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Public Speaking: What Should I Do With My Hands While I’m Presenting?

What Should You Do With Your Hands While Presenting?

Public speaking can be pretty daunting for some people, which is why I am here to help! With years of experience as a speaker under my belt and tons of stories from all over–I’ll help you out. My observation is that people don’t know how to use their hands.

Regarding what you should do with your hands while speaking, the answer is “keep it natural”. It depends on your speaking style and the message you want to communicate! You can gesture or use hand movements to emphasize your points, but make sure they are natural and fluid.

While there are many “do’s” and “don’ts” when it comes to public speaking, the most important thing is to be genuine and authentic.

Here Is A List Of Things You Should Do With Your Hands While Presenting:

Gesturing With Your Hands Can Help You Emphasize Your Point: You must use your whole body to express yourself when giving a speech or presentation. Your posture, facial expressions, and hand gestures contribute to how your audience perceives you. Gesturing with your hands is a great way to emphasize key points and connect with your audience.

When done correctly, hand gestures can help convey confidence, authority, and enthusiasm. They can also add variety and interest to your delivery. However, it’s important to use hand gestures sparingly and deliberately.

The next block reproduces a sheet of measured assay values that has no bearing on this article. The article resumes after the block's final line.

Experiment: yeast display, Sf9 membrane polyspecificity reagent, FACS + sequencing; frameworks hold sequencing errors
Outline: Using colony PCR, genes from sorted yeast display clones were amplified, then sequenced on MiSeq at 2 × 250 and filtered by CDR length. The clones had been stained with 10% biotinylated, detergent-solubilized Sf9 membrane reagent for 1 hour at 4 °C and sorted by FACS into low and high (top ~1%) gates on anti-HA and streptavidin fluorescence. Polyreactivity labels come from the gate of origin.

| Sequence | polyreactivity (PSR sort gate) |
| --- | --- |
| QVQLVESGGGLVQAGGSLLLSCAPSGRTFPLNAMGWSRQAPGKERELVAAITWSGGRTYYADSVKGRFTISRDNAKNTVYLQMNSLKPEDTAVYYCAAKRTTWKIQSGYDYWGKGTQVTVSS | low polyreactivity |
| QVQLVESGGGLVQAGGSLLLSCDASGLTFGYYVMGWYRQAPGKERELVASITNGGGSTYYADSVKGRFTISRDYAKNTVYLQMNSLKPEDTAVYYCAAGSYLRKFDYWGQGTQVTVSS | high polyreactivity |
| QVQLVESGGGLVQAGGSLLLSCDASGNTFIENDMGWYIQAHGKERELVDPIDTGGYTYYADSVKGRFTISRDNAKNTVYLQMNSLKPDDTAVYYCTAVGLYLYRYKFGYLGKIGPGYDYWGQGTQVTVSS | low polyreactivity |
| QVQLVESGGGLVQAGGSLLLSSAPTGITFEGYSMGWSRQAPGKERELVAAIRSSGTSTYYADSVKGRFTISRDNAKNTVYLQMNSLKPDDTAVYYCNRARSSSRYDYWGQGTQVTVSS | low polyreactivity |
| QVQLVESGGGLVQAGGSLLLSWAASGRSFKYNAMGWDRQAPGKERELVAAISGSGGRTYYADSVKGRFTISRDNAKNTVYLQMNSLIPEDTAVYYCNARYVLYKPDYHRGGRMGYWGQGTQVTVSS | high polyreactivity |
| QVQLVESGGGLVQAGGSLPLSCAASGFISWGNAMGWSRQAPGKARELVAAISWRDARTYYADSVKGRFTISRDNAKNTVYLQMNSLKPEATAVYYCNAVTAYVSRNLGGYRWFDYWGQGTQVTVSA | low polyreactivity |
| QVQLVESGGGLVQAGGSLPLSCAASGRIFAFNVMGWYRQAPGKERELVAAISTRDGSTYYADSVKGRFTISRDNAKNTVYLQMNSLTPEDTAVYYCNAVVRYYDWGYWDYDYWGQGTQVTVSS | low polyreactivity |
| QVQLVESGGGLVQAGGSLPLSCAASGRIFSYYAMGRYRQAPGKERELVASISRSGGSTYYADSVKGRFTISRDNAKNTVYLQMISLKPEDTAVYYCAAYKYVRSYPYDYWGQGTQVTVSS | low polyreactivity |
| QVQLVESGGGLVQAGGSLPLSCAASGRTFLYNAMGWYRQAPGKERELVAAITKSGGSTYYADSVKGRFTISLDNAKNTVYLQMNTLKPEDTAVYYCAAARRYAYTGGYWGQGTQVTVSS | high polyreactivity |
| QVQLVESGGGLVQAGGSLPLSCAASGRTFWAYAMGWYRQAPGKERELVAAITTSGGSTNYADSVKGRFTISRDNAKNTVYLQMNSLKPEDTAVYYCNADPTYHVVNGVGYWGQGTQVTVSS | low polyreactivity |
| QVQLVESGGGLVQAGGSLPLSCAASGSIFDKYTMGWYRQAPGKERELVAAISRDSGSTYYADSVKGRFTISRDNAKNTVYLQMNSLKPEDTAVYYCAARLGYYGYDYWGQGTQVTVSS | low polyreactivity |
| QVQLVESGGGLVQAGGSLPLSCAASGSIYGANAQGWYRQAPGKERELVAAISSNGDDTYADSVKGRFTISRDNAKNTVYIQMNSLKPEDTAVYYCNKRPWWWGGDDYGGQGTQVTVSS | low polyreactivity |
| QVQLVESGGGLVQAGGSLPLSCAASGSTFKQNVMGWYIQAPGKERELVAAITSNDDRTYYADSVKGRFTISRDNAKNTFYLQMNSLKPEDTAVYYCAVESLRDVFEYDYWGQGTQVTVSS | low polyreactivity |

Too much gesturing can be distracting and make you appear nervous or unsure of yourself. The best way to use hand gestures effectively is to focus on making purposeful gestures that reinforce your words. For example, if you’re emphasizing a critical point, you might gesture with an open palm or raise a finger. If you’re contrasting, you might gesture with two closed fists.

Practice using hand gestures when rehearsing your speech or presentation so they feel natural when it’s time to deliver it. By practicing a few hand gestures, you can use them confidently and effectively when speaking in public.

Use Open Hand Gestures To Show You’re Open To Questions And Comments: When you are giving a public speech, open hand gestures are a great way to show the audience that you are open to questions and comments.

By holding your hands out, palms up, you’re indicating that you’re receptive to what others say. This gesture also conveys a sense of openness and honesty, which can help build trust with your audience.

Open hand gestures can also help keep the audience engaged by providing a nonverbal cue that you’re still interested in hearing from them. If you notice that people are starting to lose interest or get restless, a few well-timed open hand gestures can help re-engage them. So next time you’re giving a speech or presentation, remember to use open hand gestures to signal that you’re open to questions and comments from the audience.

Be Aware Of How Your Gestures Are Affecting Your Audience: When giving a speech or presentation in front of an audience, you must be aware of how your gestures affect them. If you notice that they seem bored or uninterested, try changing your hand motions to help keep them engaged.

For example, try gesturing with them while speaking instead of keeping your hands at your sides to add emphasis and interest to your points. You can also use your hands to help illustrate concepts or ideas. If you’re talking about something difficult to visualize, hand motions can help your audience understand better what you’re saying.